That probably sounds contrite—and I certainly don’t mean it that way. But it is—”The Midwife of Hope River” is really, a lovely book. Engaging, romantic, quiet, introspective, sad … it’s not as gripping a novel as say, “Gone Girl.” But the story of Patience Murphy latches on to you emotionally, making it difficult to put the book down.
Murphy is, as she almost always has been, on the run. An orphan on the run, an almost-widow on the run, and now a possible felon, having played a role in the death of her activist husband, Patience has now since settled in the foothills of Appalachia in 1930, still grieving the two men she loved and the loss of her mentor, Mrs. Kelly. She would just as well be left alone if it weren’t for being the only midwife in town.
The book ebbs and flows on the birth of children in a place where no one can afford to pay for her services. Prejudice plays a role, as Patience takes on a boarder by the name of Bitsy, the African-American daughter of a housemaid in town. Love also comes to town in the form of Dr. Hester, the local vet. It’s a long, drawn-out affair that puts “50 Shades” to shame when it comes to romantic tension.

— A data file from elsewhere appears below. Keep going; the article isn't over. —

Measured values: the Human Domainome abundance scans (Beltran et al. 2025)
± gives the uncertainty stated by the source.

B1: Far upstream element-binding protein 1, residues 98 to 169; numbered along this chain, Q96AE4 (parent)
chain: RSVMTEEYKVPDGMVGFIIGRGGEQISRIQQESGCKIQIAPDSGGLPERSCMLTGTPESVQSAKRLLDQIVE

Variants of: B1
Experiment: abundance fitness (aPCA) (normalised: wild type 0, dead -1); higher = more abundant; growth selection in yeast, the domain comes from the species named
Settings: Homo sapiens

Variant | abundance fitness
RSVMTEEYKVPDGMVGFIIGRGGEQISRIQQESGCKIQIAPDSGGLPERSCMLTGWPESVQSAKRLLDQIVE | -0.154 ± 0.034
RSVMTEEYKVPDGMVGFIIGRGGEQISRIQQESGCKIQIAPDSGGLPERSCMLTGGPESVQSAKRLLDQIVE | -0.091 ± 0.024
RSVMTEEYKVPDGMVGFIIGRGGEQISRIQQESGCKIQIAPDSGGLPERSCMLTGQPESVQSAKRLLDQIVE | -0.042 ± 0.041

Who needs handcuffs when you can read this:
“Lightning flashes, then thunder a few seconds later, so close and so loud that it shakes the barn walls. He unbuttons the two top buttons of my dress and I let him, my heart pounding so hard that I think if it weren’t for the sound of the now-continuous claps and booms, he might hear it. When we stand, the moonshine has affected me more than I realize, and I almost fall into him.”
Sure, there feel to be a few loose ends too conveniently closed at the end of the story, but I’m not going to nitpick—author Patricia Harman did an exquisite job of making me feel for Patience at every turn, and wanting for her happiness maybe even more than she did.
The Midwife of Hope River